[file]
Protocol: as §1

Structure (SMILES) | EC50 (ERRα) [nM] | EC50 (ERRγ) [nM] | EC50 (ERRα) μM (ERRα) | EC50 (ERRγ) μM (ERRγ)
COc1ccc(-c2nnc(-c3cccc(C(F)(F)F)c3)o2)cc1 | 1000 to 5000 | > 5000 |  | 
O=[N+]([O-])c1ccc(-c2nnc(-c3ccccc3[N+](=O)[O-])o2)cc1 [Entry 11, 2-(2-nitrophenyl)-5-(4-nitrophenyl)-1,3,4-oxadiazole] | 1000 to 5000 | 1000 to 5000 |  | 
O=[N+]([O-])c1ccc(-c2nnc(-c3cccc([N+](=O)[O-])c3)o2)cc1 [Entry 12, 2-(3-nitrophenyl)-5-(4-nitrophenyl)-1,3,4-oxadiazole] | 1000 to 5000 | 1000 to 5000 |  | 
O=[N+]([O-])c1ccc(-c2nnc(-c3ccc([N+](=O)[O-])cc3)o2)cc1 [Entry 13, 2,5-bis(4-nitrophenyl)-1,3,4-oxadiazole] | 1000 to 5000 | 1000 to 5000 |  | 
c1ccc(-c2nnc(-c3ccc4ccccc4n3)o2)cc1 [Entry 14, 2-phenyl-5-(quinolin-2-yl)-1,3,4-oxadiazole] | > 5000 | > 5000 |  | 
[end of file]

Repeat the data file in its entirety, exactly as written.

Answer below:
Protocol: as §1

Structure (SMILES) | EC50 (ERRα) [nM] | EC50 (ERRγ) [nM] | EC50 (ERRα) μM (ERRα) | EC50 (ERRγ) μM (ERRγ)
COc1ccc(-c2nnc(-c3cccc(C(F)(F)F)c3)o2)cc1 | 1000 to 5000 | > 5000 |  | 
O=[N+]([O-])c1ccc(-c2nnc(-c3ccccc3[N+](=O)[O-])o2)cc1 [Entry 11, 2-(2-nitrophenyl)-5-(4-nitrophenyl)-1,3,4-oxadiazole] | 1000 to 5000 | 1000 to 5000 |  | 
O=[N+]([O-])c1ccc(-c2nnc(-c3cccc([N+](=O)[O-])c3)o2)cc1 [Entry 12, 2-(3-nitrophenyl)-5-(4-nitrophenyl)-1,3,4-oxadiazole] | 1000 to 5000 | 1000 to 5000 |  | 
O=[N+]([O-])c1ccc(-c2nnc(-c3ccc([N+](=O)[O-])cc3)o2)cc1 [Entry 13, 2,5-bis(4-nitrophenyl)-1,3,4-oxadiazole] | 1000 to 5000 | 1000 to 5000 |  | 
c1ccc(-c2nnc(-c3ccc4ccccc4n3)o2)cc1 [Entry 14, 2-phenyl-5-(quinolin-2-yl)-1,3,4-oxadiazole] | > 5000 | > 5000 |  | 